TO THE LORD KEEPER.*

TO TIIE LORD KEEPER.*

he can receive no assurance from your lordship My HONOURABLE LORD,

of any precedent in that kind, his majesty intendI have acquainted his majesty with your letters, eth not so to precipitate the business, as to who liked all your proceedings well, saving only expose that dignity to censure and contempt, in the point, for which you l:ave since made amends, omitting the solemnities required, and usually in obeying his pleasure touching the proclama- belonging unto it. tjon. His majesty would have your lordship go His majesty, though he were a while troubled thoroughly about the business of Ireland, where with a little pain in his back, which hindered his into you are so weil entered, especially at this hunting, is now, God be thanked, very well, and time, that the chief justicef is come over, who as merry as ever he was; and we have all held hath delivered his opinion thereof to his majesty, out well. and hath understood what his majesty conceived I showed his majesty your letter, who taketh of the same; wherewith he will acquaint your very well your care and desire to hear of his lordship, and with his own observation and judg. health. So I commit you to God, and rest ment of the businesses of that country.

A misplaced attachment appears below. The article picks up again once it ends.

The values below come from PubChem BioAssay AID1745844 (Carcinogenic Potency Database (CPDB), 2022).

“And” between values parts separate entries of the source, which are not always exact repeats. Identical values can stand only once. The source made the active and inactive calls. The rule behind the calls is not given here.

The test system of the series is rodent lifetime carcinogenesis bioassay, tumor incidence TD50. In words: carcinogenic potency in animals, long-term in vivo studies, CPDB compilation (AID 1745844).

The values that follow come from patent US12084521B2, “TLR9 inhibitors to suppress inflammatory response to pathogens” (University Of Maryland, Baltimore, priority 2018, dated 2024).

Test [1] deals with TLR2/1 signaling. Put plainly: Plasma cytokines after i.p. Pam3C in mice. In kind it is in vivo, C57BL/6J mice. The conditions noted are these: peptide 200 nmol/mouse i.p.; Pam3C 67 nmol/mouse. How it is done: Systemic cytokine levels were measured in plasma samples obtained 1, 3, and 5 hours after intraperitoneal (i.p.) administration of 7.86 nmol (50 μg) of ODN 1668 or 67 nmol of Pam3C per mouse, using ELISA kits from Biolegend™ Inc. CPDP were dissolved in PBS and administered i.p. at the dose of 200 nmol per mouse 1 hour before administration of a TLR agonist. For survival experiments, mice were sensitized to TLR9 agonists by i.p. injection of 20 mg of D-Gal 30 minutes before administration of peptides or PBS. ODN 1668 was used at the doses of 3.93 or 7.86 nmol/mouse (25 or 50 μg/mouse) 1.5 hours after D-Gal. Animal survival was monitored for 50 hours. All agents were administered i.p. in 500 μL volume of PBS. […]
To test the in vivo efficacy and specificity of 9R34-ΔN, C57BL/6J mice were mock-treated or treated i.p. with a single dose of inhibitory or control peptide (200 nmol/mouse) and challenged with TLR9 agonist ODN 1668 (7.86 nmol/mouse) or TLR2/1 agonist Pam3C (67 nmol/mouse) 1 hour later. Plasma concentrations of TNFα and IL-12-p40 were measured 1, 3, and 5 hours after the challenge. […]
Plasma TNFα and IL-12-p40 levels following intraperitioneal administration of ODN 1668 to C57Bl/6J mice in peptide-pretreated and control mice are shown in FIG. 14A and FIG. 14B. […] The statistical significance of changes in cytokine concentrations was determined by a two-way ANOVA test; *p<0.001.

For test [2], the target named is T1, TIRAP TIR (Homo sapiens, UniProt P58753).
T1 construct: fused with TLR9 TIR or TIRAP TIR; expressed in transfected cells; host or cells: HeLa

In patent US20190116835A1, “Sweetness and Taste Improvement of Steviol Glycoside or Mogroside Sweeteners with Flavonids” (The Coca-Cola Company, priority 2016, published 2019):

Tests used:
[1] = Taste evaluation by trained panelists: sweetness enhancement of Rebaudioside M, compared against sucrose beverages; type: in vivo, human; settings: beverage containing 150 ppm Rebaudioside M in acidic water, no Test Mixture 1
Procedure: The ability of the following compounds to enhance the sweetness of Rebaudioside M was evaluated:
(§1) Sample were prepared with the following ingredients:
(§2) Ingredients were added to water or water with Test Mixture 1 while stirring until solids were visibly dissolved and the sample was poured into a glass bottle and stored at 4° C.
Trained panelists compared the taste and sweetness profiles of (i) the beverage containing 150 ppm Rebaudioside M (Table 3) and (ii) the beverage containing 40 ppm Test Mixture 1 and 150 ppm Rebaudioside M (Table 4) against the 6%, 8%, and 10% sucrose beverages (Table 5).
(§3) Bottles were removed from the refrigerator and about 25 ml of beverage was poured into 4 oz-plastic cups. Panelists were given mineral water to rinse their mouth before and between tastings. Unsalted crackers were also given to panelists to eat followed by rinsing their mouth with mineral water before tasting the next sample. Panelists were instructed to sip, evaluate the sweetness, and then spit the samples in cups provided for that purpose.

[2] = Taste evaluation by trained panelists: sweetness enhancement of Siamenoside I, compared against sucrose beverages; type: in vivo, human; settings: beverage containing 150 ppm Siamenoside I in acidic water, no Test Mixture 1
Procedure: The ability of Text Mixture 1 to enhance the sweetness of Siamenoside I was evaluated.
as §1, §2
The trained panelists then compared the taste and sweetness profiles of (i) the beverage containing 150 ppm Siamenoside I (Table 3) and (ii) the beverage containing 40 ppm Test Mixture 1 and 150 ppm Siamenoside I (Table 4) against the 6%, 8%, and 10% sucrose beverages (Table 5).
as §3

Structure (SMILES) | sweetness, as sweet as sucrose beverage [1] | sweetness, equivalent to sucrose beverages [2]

Your lordship’s most assured friend I give your lordship hearty thanks for your care

to do you service, to satisfy my Lady of Rutland'sť desire; and will

G. BUCKINCHAM. be as careful, when I come to York, of recom Aukland, the 18th of April, 1617. mending your suit to the bishop.s So I rest Since the writing of this letter I have had some Your lordship's ever at command, farther speech with his majesty, touching my